Continuing home construction and real estate account for a significant portion of the US economy and a decline in housing, for whatever reason, constitutes a slowdown in economic activity, although it is not the disaster of the recent recession.

Growing deficits

Michael Stritch, chief investment officer with BMO Wealth Management, says that clients are most concerned about balloon government deficits possibly being able to force painful cuts in other areas and lead to political unrest even at a time of record corporation profit and low unemployment.

"We don't think it's going to be an acute problem unless people lose faith in the US government's full faith and credit," Stritch says. "It's likely to just eat out at potential GDP growth over time."

The rising federal deficits, which for the first time will burst $ 1 trillion, may lead to higher interest rates, as the Treasury has to pay more to sell the bonds needed to fund the government. Rising corporate debt can have a similar effect on prices.

And higher bond yields, combined with the Fed setting its prices higher, can increase the cost of doing business and living expenses for households. This, in turn, contributes to economic growth – especially if deficits are only used to finance tax deductions, rather than priorities such as infrastructure and education that will provide investment returns over time.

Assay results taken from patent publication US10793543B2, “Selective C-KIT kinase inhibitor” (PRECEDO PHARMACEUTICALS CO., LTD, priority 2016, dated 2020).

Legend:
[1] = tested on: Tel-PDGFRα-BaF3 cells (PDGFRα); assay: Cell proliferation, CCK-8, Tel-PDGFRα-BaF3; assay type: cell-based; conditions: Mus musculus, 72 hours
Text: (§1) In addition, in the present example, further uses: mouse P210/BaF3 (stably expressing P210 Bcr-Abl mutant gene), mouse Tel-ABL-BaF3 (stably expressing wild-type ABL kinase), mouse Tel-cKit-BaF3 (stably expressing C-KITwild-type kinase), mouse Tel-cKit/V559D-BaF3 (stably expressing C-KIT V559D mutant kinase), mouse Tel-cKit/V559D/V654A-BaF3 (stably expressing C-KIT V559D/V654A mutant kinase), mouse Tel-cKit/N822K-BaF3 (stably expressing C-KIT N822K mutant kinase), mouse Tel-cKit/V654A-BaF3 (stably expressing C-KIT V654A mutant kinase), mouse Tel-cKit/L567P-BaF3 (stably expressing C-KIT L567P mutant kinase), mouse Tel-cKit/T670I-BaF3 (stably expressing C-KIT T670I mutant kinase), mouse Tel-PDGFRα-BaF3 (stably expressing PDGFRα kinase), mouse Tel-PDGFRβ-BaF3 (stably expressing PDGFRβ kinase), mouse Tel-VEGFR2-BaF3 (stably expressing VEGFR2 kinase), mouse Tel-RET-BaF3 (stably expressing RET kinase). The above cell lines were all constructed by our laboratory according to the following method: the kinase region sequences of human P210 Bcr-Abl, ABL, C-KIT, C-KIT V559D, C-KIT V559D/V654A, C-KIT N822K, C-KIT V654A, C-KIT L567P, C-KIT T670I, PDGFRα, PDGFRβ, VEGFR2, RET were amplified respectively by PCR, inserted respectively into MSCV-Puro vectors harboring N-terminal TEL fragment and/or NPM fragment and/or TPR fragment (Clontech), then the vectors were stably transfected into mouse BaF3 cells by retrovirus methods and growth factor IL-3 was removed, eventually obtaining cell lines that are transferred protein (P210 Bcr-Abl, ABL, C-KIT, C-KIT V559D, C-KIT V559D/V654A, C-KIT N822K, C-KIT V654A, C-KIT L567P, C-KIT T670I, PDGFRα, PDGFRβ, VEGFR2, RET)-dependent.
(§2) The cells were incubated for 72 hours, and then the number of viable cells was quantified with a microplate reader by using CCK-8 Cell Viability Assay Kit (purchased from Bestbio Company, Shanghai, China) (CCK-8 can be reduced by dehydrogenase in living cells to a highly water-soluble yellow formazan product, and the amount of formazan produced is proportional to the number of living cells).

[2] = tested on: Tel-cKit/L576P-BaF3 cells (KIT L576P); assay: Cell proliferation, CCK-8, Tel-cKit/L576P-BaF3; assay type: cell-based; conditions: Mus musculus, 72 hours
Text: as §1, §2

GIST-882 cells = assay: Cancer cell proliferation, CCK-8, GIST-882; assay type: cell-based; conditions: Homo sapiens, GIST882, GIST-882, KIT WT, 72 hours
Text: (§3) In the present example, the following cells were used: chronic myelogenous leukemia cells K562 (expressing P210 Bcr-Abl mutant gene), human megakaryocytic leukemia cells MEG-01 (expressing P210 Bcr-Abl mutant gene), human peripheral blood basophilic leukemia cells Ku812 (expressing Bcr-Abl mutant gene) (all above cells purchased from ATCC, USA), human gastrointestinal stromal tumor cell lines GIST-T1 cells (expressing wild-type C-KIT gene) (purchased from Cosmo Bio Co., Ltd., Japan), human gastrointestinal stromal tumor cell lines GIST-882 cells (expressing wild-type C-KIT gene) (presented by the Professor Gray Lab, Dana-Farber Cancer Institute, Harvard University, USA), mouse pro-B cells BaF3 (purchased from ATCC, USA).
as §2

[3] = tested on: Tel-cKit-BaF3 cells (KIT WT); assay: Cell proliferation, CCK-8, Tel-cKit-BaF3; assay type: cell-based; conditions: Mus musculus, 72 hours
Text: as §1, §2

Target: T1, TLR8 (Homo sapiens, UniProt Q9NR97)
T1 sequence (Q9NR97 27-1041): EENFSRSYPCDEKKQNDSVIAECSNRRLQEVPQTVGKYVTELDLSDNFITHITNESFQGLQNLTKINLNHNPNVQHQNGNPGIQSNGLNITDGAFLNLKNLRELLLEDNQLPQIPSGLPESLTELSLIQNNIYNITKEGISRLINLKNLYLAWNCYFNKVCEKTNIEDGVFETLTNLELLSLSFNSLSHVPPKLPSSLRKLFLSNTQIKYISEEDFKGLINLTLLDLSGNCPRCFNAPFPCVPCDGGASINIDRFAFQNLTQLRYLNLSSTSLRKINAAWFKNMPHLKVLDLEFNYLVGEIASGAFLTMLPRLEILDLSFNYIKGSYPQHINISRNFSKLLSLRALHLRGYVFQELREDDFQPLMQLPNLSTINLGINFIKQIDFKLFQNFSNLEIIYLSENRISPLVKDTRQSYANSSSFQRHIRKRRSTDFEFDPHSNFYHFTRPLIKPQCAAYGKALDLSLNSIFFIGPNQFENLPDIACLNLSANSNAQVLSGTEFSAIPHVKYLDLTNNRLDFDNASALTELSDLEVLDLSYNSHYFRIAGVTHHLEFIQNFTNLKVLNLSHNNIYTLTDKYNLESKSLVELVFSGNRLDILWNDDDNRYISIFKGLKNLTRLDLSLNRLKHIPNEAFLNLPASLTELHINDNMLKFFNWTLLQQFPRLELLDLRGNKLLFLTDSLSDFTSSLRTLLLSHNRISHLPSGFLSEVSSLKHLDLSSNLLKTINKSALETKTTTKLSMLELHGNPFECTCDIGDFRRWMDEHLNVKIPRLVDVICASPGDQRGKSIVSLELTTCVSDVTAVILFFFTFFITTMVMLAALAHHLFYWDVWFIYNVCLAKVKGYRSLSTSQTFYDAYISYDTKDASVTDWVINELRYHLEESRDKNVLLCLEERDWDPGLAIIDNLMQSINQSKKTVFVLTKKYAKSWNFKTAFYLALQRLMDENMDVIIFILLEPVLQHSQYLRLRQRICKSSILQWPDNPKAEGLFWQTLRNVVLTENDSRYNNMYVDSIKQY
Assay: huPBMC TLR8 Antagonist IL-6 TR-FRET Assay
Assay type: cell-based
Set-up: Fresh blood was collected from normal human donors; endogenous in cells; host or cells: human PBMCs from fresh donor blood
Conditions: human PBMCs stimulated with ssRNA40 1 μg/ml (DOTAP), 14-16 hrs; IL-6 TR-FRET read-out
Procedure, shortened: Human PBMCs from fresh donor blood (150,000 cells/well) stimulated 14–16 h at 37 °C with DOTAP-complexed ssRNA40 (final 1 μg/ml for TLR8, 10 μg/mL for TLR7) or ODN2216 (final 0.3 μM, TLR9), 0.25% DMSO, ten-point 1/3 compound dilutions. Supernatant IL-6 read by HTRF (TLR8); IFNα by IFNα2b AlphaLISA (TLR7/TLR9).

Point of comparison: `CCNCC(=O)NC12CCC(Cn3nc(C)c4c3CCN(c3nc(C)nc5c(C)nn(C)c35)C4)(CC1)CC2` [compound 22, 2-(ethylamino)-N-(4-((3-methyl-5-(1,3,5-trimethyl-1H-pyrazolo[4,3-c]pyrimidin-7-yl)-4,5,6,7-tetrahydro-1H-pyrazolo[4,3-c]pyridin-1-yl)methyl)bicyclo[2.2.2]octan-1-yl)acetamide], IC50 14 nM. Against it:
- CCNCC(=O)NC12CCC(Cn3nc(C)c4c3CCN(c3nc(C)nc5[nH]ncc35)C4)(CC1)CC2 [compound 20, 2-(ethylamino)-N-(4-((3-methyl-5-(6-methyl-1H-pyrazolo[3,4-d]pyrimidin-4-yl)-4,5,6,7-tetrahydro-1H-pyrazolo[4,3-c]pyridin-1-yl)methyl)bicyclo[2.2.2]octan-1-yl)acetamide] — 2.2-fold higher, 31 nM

Other parts of the economy seem more likely to cause a slow drag than to suddenly crater and take the rest of the country with them. For example, tariffs have only begun to increase prices in some industries, which may lead to lower orders.

Although most analysts do not see large "imbalances" – or bubbles – in the real economy that would internally lead to a recession, each recession is slightly different.

And this time it has been long enough since the United States went through a serious downturn that a whole generation of business owners have not necessarily experienced.

For Clifton Broumand, who has learned through hard experience, how to prepare contingency plans as soon as it appears the business may disappear, they are fading memories of concern.

"Many have not lived through a recession before," Broumand says. "And this is the dangerous part. It's been so long, people may not recognize the signs."